D. U.S.S.G. § 3B1.1(a) Leadership Enhancement
Next, Cosey argues that the district court erred in imposing a § 3B 1.1(a) leadership enhancement because the criminal activity involved fewer than five participants. Specifically, Cosey argues that because the individuals the court identified as participants were not charged with the conspiracy, nor entered a guilty plea, they were not, in fact, participants.
“The district court's factual findings, including its determination of a defendant's role in the offense, are reviewed for clear error.” United States v. Vasquez-Rubio, 296 F.3d 726, 729 (8th Cir.2002).
U.S.S.G. § 3B1.1(a) provides: “If the defendant was an organizer or leader of a criminal activity that involved five or more participants or was otherwise extensive, increase by 4 levels.”
Cosey's arguments lack precedential support. Although in Vasquez-Rubio five other individuals pleaded guilty to the same count of conspiracy, we did not declare their guilt as a prerequisite for finding that they were participants in criminal activity. 296 F.3d at 729. In fact, we mentioned the pleas as factually supporting the finding but did not make coconspirator guilt the exclusive avenue of proof of conspiratorial involvement. We stated:
A “participant” for the purposes of § 3B1.1 is a person criminally responsible for the commission of the offense. § 3B1.1, comment. (n.1). There was ample unchallenged evidence in the PSR and at sentencing that at least five persons were criminally responsible for the scheme of drug distribution for which Vasquez was convicted. For example, the methamphetamine which led to Vasquez's arrest was handled in turn by Aguilar, Vasquez, Sandoval, Antonio Hernandez, Rubio, Veronica Hernandez, and Estrada.
Id. Only after making these statements did we add that, “[m]oreover, because five defendants pled guilty to the same count of conspiracy, the court was bound to conclude that the criminal activity involved at least five participants.” Id. Notably, Vasquez-Rubio is the only case that Cosey cites in support of his position.
E. U.S.S.G. § 2D1.1(b)(1) Weapons Enhancement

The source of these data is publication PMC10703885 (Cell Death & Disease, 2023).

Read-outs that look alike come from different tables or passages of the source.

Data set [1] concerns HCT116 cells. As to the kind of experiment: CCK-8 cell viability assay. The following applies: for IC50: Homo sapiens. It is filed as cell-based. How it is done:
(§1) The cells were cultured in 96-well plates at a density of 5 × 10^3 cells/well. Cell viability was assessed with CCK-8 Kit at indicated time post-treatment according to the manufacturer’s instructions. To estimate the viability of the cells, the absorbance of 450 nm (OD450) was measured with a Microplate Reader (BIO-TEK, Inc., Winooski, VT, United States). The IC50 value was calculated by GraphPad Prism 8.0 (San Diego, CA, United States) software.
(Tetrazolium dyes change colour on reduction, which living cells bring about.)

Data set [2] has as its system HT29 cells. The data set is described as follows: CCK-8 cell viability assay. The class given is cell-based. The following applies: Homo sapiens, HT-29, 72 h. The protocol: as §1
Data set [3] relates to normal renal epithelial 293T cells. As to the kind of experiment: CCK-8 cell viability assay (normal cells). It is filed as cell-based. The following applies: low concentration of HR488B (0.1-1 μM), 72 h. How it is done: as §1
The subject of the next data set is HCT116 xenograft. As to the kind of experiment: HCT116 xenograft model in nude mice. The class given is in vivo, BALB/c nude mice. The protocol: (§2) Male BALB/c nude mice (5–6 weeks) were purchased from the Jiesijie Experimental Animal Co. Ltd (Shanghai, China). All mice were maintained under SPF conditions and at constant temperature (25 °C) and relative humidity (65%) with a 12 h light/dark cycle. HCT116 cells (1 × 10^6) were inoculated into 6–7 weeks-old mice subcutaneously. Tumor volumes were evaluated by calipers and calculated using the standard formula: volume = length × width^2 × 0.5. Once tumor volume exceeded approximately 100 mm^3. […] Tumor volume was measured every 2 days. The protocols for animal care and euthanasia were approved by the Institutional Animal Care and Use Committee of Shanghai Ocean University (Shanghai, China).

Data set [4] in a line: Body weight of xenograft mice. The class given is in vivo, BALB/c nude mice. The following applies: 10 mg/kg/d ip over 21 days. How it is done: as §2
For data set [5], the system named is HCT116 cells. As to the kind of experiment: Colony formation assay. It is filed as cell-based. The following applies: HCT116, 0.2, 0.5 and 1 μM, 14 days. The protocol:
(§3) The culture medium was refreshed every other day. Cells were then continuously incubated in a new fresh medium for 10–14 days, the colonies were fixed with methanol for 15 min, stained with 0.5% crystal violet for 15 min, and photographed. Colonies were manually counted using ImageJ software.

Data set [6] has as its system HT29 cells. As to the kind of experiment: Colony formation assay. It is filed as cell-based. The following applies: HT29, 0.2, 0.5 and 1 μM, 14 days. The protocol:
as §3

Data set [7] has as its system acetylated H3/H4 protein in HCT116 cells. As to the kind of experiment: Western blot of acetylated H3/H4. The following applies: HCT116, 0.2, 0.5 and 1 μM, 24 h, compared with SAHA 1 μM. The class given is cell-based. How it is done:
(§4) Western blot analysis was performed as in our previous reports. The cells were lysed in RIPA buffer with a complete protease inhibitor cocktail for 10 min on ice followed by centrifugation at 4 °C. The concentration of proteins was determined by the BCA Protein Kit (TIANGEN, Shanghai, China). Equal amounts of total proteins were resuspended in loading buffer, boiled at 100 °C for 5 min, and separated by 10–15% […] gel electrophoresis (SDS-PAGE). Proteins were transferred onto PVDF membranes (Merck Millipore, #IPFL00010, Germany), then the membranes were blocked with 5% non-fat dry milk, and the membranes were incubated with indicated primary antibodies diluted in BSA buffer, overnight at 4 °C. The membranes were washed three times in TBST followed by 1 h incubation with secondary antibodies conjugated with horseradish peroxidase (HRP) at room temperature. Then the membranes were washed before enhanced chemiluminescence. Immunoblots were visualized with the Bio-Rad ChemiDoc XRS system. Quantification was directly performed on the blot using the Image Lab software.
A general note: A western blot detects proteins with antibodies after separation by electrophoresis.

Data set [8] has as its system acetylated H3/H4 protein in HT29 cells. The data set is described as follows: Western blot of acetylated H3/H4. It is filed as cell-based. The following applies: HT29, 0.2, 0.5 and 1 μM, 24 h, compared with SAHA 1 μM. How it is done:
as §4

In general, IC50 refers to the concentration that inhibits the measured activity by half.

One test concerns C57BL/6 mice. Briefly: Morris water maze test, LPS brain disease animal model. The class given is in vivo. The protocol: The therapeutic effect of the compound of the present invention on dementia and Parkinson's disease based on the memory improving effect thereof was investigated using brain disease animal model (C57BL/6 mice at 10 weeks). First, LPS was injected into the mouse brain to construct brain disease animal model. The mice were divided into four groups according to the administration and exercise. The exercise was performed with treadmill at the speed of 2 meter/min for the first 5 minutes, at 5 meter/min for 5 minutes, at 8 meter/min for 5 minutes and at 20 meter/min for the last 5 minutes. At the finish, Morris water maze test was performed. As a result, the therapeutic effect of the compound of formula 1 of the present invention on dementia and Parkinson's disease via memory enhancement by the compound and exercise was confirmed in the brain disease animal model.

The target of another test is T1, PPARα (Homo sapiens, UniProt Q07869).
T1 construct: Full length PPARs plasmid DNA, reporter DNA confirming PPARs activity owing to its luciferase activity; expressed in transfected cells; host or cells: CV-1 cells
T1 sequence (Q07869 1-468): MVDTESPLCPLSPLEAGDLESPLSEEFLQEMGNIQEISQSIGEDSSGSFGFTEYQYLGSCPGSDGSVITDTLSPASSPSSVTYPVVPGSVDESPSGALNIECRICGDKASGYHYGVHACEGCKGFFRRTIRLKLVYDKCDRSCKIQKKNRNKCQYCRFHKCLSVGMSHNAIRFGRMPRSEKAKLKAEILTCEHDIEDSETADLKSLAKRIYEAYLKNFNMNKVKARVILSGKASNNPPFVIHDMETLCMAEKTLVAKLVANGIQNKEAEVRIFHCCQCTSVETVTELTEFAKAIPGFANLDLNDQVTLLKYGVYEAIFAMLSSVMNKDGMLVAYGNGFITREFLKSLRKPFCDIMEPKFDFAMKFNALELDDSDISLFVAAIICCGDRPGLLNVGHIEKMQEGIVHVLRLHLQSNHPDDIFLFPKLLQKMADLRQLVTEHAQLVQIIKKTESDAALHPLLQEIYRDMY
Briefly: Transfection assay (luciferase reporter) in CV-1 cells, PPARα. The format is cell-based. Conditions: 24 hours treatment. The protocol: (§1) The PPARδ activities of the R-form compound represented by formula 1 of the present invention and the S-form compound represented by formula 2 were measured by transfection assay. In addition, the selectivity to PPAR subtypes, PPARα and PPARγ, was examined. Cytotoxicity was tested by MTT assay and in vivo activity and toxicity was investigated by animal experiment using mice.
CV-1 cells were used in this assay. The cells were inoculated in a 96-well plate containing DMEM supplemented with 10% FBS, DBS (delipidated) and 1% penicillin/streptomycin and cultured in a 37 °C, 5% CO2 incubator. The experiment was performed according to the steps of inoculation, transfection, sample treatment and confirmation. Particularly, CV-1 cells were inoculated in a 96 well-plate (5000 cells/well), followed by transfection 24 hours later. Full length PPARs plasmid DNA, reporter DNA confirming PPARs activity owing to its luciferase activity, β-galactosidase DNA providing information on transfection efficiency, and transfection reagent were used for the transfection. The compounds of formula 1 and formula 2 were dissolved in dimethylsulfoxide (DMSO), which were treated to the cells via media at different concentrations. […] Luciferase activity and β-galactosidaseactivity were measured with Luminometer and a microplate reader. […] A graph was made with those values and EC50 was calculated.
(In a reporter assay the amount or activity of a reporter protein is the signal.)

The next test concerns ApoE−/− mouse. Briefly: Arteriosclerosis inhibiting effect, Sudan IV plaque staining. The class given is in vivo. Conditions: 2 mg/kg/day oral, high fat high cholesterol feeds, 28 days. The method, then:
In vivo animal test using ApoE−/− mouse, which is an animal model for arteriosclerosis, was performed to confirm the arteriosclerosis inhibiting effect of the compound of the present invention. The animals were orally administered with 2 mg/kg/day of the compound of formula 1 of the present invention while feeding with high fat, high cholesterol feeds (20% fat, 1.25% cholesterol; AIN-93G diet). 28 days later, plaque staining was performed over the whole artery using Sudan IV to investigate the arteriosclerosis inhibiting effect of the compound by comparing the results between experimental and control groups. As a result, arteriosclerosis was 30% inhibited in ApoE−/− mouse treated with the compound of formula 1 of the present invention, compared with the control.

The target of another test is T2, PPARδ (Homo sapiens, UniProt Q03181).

Finally, Cosey argues that there was insufficient evidence to impose a two-level increase in his base sentence for possession of a dangerous weapon in connection with the conspiracy pursuant to § 2D1 .1(b)(1).
“We will not reverse the district court's findings that defendants possessed firearms for the purposes of 2D1.1(b)(1) unless they are clearly erroneous.” United States v. Lucht, 18 F.3d 541, 555 (8th Cir.1994).
U.S.S.G. § 2D1.1(b)(1) provides: “If a dangerous weapon (including a firearm) was possessed [in connection with the offense], increase by 2 levels.” The proof requirement for establishing possession of a dangerous weapon in connection with a conspiracy pursuant to § 2D1.1(b)(1) is low. “[T]he government must simply show that it is not clearly improbable that the weapon was connected to the drug offense.” United States v. Peroceski, 520 F.3d 886, 889 (8th Cir.2008). Furthermore, “the government need not show that the defendant used or even touched a weapon to prove a connection between the weapon and the offense. This means that evidence that the weapon was found in the same location as drugs or drug paraphernalia usually suffices.” Id. (internal quotations, alterations, and citations omitted).
Applying Peroceski, we conclude that it is not clearly improbable that the weapon was connected with the offense. At the sentencing hearing, there was testimony that Cosey regularly carried a firearm on his person. Additionally, a mechanic testified that he saw a gun in Cosey's car when he brought in it for repair. Finally, there was testimony that placed Cosey with a firearm in the motel room that served as the nerve center for his drug operations. Based on this testimony, we find that it was not clear error to conclude that Cosey possessed a firearm in connection with the drug conspiracy.
The judgment of the district court is affirmed.
1. The Honorable John A. Jarvey, United States District Judge for the Southern District of Iowa.
2. This court granted Cosey's motion to file a pro se supplemental brief.